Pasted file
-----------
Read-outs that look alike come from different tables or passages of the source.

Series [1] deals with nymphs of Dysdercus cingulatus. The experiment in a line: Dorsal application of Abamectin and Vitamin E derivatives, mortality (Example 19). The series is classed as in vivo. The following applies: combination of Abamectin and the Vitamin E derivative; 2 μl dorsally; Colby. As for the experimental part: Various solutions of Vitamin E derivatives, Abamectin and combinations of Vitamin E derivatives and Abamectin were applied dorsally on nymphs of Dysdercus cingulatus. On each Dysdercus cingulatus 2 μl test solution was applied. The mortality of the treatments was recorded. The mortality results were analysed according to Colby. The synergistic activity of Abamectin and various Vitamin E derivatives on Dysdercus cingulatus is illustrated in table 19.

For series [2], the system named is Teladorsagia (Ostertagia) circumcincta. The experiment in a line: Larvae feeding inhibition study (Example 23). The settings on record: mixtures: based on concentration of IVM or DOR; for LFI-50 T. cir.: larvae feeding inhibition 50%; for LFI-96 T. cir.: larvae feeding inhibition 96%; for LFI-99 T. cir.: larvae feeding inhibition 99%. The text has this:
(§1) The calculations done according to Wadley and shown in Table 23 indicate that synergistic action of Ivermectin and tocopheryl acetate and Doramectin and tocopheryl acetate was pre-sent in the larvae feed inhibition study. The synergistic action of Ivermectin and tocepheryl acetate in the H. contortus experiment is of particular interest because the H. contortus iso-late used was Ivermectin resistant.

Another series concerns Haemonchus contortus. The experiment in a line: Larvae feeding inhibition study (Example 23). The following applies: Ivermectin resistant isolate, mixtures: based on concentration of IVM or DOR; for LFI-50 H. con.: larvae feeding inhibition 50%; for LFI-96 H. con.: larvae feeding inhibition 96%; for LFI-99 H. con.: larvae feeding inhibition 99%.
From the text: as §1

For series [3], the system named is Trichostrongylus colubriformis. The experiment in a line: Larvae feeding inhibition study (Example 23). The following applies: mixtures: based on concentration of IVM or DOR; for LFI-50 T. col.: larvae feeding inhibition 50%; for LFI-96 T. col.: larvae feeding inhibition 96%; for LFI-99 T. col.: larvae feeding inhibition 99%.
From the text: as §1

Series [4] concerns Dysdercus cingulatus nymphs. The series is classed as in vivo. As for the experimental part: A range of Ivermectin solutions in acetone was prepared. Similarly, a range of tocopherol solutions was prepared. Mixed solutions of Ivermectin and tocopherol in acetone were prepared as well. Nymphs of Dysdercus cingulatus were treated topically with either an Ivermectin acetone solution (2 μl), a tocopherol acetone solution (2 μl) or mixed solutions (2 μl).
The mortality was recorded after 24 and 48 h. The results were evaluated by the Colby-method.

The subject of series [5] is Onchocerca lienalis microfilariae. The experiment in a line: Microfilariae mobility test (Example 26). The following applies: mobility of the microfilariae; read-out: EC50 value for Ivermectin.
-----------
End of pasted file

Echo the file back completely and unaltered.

Read-outs that look alike come from different tables or passages of the source.

Series [1] deals with nymphs of Dysdercus cingulatus. The experiment in a line: Dorsal application of Abamectin and Vitamin E derivatives, mortality (Example 19). The series is classed as in vivo. The following applies: combination of Abamectin and the Vitamin E derivative; 2 μl dorsally; Colby. As for the experimental part: Various solutions of Vitamin E derivatives, Abamectin and combinations of Vitamin E derivatives and Abamectin were applied dorsally on nymphs of Dysdercus cingulatus. On each Dysdercus cingulatus 2 μl test solution was applied. The mortality of the treatments was recorded. The mortality results were analysed according to Colby. The synergistic activity of Abamectin and various Vitamin E derivatives on Dysdercus cingulatus is illustrated in table 19.

For series [2], the system named is Teladorsagia (Ostertagia) circumcincta. The experiment in a line: Larvae feeding inhibition study (Example 23). The settings on record: mixtures: based on concentration of IVM or DOR; for LFI-50 T. cir.: larvae feeding inhibition 50%; for LFI-96 T. cir.: larvae feeding inhibition 96%; for LFI-99 T. cir.: larvae feeding inhibition 99%. The text has this:
(§1) The calculations done according to Wadley and shown in Table 23 indicate that synergistic action of Ivermectin and tocopheryl acetate and Doramectin and tocopheryl acetate was pre-sent in the larvae feed inhibition study. The synergistic action of Ivermectin and tocepheryl acetate in the H. contortus experiment is of particular interest because the H. contortus iso-late used was Ivermectin resistant.

Another series concerns Haemonchus contortus. The experiment in a line: Larvae feeding inhibition study (Example 23). The following applies: Ivermectin resistant isolate, mixtures: based on concentration of IVM or DOR; for LFI-50 H. con.: larvae feeding inhibition 50%; for LFI-96 H. con.: larvae feeding inhibition 96%; for LFI-99 H. con.: larvae feeding inhibition 99%.
From the text: as §1

For series [3], the system named is Trichostrongylus colubriformis. The experiment in a line: Larvae feeding inhibition study (Example 23). The following applies: mixtures: based on concentration of IVM or DOR; for LFI-50 T. col.: larvae feeding inhibition 50%; for LFI-96 T. col.: larvae feeding inhibition 96%; for LFI-99 T. col.: larvae feeding inhibition 99%.
From the text: as §1

Series [4] concerns Dysdercus cingulatus nymphs. The series is classed as in vivo. As for the experimental part: A range of Ivermectin solutions in acetone was prepared. Similarly, a range of tocopherol solutions was prepared. Mixed solutions of Ivermectin and tocopherol in acetone were prepared as well. Nymphs of Dysdercus cingulatus were treated topically with either an Ivermectin acetone solution (2 μl), a tocopherol acetone solution (2 μl) or mixed solutions (2 μl).
The mortality was recorded after 24 and 48 h. The results were evaluated by the Colby-method.

The subject of series [5] is Onchocerca lienalis microfilariae. The experiment in a line: Microfilariae mobility test (Example 26). The following applies: mobility of the microfilariae; read-out: EC50 value for Ivermectin.